Virginia Woolf, with T.S. Eliot.

What Happened to Sophie Wilder, The Group, and The Best of Everything: The Awl rounds up the best recommended reading for newly minted college grads.

Inspired by sites like Groupon and Gilt, Amazon and other online booksellers have started experimenting with flash sales for e-books, cutting prices by up to two-thirds for a day or two and featuring them on homepages. The strategy has been a major boon for publishers, and “at HarperCollins, executives said they have seen books designated as daily deals go from 11 copies sold in one day, to 11,000 copies the next.”

In an essay for Britain’s Daily Mail, Virginia Woolf’s great niece claims that her aunt suffered from anorexia, basing the diagnosis off her own experience with the illness.

Amazon has unveiled plans for its new corporate headquarters in downtown Seattle, which feature three giant five-floor steel and glass domes. The structure, which would take about six years to finish, took inspiration from a number of sites around the world, including “a zoo in Germany and gardens in Singapore.”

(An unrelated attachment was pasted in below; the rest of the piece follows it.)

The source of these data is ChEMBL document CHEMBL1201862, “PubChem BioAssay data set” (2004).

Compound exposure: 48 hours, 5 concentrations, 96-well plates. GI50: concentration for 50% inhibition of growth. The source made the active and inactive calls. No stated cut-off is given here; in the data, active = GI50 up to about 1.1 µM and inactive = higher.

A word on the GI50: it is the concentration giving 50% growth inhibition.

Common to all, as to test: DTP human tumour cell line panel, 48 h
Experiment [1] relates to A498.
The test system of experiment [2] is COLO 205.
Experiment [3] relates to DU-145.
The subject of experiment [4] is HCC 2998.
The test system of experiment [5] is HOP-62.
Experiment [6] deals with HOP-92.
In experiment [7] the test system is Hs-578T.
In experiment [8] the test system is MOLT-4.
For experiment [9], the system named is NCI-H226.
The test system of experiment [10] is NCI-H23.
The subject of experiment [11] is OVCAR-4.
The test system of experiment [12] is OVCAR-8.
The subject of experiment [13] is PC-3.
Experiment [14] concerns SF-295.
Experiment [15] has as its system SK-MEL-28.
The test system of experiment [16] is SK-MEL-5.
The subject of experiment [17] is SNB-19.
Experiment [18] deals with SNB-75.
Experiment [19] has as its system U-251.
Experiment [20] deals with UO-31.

At the New York Times Book Review, former editor Sam Tanenhaus is reminded of Henry James’s heroine Daisy Miller while reading Amanda Knox’s memoir about being accused of murdering her roommate while studying abroad in Italy. “Like Knox, James’s American heroine left observers wondering whether her angelic exterior masked ‘a designing, an audacious, an unscrupulous young woman,’ even if she was ‘very unsophisticated,’ as James explains, ‘only a pretty American flirt.’”

Over the past decade or so, Latin American novelists have gained international renown for fiction that explores the long legacies of military dictatorships. But now that many of these countries are now on relatively stable democratic footing, wonders Sam Carter at the New Republic, what does the future hold for the continent’s novelists?

Advertisement